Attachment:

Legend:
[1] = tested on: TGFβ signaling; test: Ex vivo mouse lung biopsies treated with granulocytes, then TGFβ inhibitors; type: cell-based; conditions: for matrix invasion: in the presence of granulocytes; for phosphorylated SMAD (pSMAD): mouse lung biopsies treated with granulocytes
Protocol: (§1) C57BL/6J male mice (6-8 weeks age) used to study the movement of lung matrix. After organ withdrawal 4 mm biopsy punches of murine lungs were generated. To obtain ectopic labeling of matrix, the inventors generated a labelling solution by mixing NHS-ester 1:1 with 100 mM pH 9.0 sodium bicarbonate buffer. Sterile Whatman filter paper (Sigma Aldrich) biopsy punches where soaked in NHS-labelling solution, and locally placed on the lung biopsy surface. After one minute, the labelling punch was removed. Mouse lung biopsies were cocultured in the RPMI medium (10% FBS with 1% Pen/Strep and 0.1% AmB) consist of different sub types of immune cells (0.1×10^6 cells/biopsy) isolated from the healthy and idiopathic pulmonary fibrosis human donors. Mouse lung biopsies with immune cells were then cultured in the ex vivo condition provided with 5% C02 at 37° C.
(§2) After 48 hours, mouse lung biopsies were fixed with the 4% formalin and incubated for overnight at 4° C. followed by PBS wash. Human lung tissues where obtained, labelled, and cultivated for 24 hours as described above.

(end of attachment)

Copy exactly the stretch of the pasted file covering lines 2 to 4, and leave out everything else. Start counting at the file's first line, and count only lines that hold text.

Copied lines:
[1] = tested on: TGFβ signaling; test: Ex vivo mouse lung biopsies treated with granulocytes, then TGFβ inhibitors; type: cell-based; conditions: for matrix invasion: in the presence of granulocytes; for phosphorylated SMAD (pSMAD): mouse lung biopsies treated with granulocytes
Protocol: (§1) C57BL/6J male mice (6-8 weeks age) used to study the movement of lung matrix. After organ withdrawal 4 mm biopsy punches of murine lungs were generated. To obtain ectopic labeling of matrix, the inventors generated a labelling solution by mixing NHS-ester 1:1 with 100 mM pH 9.0 sodium bicarbonate buffer. Sterile Whatman filter paper (Sigma Aldrich) biopsy punches where soaked in NHS-labelling solution, and locally placed on the lung biopsy surface. After one minute, the labelling punch was removed. Mouse lung biopsies were cocultured in the RPMI medium (10% FBS with 1% Pen/Strep and 0.1% AmB) consist of different sub types of immune cells (0.1×10^6 cells/biopsy) isolated from the healthy and idiopathic pulmonary fibrosis human donors. Mouse lung biopsies with immune cells were then cultured in the ex vivo condition provided with 5% C02 at 37° C.
(§2) After 48 hours, mouse lung biopsies were fixed with the 4% formalin and incubated for overnight at 4° C. followed by PBS wash. Human lung tissues where obtained, labelled, and cultivated for 24 hours as described above.